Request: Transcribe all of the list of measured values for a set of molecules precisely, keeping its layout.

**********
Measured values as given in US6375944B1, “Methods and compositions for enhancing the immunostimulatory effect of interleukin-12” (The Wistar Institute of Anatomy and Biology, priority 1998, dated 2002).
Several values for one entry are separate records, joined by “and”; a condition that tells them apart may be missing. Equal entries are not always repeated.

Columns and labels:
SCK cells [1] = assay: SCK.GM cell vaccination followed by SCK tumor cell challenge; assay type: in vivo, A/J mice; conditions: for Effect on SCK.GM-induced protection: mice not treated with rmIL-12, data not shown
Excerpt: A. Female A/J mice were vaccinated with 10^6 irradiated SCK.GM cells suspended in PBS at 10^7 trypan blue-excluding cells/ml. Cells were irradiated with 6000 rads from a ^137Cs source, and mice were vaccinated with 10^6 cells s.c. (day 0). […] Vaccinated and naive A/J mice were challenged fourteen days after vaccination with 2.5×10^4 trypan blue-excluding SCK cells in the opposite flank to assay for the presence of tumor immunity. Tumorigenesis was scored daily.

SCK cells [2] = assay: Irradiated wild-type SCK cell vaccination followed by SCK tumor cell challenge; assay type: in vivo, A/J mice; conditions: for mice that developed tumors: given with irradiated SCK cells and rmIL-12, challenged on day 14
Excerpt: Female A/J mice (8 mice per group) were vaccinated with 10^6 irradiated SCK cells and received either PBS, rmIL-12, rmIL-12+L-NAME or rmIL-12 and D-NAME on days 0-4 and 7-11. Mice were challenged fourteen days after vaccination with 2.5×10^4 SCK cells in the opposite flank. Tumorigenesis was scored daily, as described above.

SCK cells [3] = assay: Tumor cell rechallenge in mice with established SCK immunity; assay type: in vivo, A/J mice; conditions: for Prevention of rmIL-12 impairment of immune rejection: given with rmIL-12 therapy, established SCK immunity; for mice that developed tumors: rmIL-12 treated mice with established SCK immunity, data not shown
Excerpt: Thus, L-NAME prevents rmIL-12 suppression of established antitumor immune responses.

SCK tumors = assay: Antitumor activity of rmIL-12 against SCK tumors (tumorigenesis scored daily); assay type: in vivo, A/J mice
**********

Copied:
Measured values as given in US6375944B1, “Methods and compositions for enhancing the immunostimulatory effect of interleukin-12” (The Wistar Institute of Anatomy and Biology, priority 1998, dated 2002).
Several values for one entry are separate records, joined by “and”; a condition that tells them apart may be missing. Equal entries are not always repeated.

Columns and labels:
SCK cells [1] = assay: SCK.GM cell vaccination followed by SCK tumor cell challenge; assay type: in vivo, A/J mice; conditions: for Effect on SCK.GM-induced protection: mice not treated with rmIL-12, data not shown
Excerpt: A. Female A/J mice were vaccinated with 10^6 irradiated SCK.GM cells suspended in PBS at 10^7 trypan blue-excluding cells/ml. Cells were irradiated with 6000 rads from a ^137Cs source, and mice were vaccinated with 10^6 cells s.c. (day 0). […] Vaccinated and naive A/J mice were challenged fourteen days after vaccination with 2.5×10^4 trypan blue-excluding SCK cells in the opposite flank to assay for the presence of tumor immunity. Tumorigenesis was scored daily.

SCK cells [2] = assay: Irradiated wild-type SCK cell vaccination followed by SCK tumor cell challenge; assay type: in vivo, A/J mice; conditions: for mice that developed tumors: given with irradiated SCK cells and rmIL-12, challenged on day 14
Excerpt: Female A/J mice (8 mice per group) were vaccinated with 10^6 irradiated SCK cells and received either PBS, rmIL-12, rmIL-12+L-NAME or rmIL-12 and D-NAME on days 0-4 and 7-11. Mice were challenged fourteen days after vaccination with 2.5×10^4 SCK cells in the opposite flank. Tumorigenesis was scored daily, as described above.

SCK cells [3] = assay: Tumor cell rechallenge in mice with established SCK immunity; assay type: in vivo, A/J mice; conditions: for Prevention of rmIL-12 impairment of immune rejection: given with rmIL-12 therapy, established SCK immunity; for mice that developed tumors: rmIL-12 treated mice with established SCK immunity, data not shown
Excerpt: Thus, L-NAME prevents rmIL-12 suppression of established antitumor immune responses.

SCK tumors = assay: Antitumor activity of rmIL-12 against SCK tumors (tumorigenesis scored daily); assay type: in vivo, A/J mice